In the Thick of Things


base + thickening agent + flavor profile = sauce

We are definitely in the thick of all things {awesome} sauce. We covered our bases. Up next, we need to know more about how to thicken sauces. This process is better defined by understanding techniques and implementing methods. Identifying which thickening technique to use is largely determined by the type of base ingredient.  For instance, the gravy pictured below was crafted from pan juices and a corn starch slurry.

thick-of-things

Sunday pot roast with potatoes and gravy


On a completely unrelated note, every time I slurry a sauce, I can’t help but subconsciously sing {like nobody’s fool} “slurry with a fringe on top” in a Billy Crystal, Meg Ryan, When Harry Met Sally sort-of fashion. I can think of no better tribute to the first movie that made me laugh so hard, I suffered incessant side aches {tangent complete}.

As home-cooks, we don’t need to know all the thickening agents. Lets be sensible, shall we?  We really just need to know the heavy hitters. Those methods that make us look impressive, yet employ items we already have in our kitchens. I have narrowed our focus down to five thickening agents that bring the most bang for our buck.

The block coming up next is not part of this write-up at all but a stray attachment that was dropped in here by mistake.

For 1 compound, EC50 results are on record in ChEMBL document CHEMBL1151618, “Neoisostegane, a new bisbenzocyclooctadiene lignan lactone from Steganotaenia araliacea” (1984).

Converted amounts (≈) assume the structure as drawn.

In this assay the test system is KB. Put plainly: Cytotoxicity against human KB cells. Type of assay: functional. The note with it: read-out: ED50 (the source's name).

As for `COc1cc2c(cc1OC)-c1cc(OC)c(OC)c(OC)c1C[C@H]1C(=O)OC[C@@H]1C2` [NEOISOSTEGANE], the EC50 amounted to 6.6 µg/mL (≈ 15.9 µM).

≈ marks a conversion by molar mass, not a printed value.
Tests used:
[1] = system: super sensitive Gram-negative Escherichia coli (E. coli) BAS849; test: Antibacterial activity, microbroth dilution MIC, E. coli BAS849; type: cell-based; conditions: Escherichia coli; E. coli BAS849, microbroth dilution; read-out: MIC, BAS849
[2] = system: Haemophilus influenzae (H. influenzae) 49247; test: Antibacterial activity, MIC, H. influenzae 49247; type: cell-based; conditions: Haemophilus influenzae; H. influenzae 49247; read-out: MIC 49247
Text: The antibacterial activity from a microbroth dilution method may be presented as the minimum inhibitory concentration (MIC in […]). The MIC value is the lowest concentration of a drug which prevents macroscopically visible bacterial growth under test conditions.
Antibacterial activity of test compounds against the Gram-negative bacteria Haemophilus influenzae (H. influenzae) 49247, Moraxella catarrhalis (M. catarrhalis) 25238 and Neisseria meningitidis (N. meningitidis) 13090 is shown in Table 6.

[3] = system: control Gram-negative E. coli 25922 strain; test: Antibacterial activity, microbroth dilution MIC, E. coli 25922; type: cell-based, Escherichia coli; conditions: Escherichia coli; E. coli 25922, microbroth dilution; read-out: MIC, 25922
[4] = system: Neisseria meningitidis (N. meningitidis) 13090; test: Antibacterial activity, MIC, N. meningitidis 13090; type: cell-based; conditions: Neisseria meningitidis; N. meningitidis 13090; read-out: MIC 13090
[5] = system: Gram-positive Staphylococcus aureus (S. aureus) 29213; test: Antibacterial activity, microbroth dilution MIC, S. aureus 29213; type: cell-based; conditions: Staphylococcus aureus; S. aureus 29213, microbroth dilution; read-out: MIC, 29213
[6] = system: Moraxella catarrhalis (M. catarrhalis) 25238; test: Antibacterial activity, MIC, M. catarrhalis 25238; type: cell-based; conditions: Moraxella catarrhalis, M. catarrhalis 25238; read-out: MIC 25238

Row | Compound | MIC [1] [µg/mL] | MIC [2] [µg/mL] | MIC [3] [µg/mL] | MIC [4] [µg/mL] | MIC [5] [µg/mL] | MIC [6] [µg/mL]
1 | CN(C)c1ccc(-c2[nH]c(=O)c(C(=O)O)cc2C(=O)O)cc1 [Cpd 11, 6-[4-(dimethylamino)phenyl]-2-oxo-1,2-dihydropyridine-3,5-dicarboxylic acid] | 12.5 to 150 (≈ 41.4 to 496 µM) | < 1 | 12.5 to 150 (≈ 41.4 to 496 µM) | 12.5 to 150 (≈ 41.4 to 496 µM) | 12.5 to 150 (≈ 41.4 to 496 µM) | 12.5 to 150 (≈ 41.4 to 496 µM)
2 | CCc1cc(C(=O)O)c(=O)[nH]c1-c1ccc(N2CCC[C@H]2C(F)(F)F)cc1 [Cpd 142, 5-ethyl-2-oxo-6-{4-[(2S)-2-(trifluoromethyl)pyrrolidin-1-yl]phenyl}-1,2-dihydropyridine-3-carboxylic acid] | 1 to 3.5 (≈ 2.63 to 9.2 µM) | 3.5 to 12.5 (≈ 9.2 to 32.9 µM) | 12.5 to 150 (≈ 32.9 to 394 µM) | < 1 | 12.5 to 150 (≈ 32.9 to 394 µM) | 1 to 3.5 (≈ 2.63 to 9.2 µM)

top five thickening agents for the HOME-COOK
  1. Slurry: a mixture of equal parts corn starch and cold water.
  2. Roux {pronouced “roo”}: a mixture of equal parts butter and flour, cooked to a golden color.
  3. Fat: butter, olive oil, egg yolk to name a few.
  4. Reduction: bringing liquid to a boil and reduce heat to simmer, uncovered, until liquid thickens to sauce.
  5. Puree: blend or pulse ingredients to thicken.

Stay tuned for more information on thickening agents. We will discuss them in greater detail, focusing on how and when to implement each one. Ta-ta for now.

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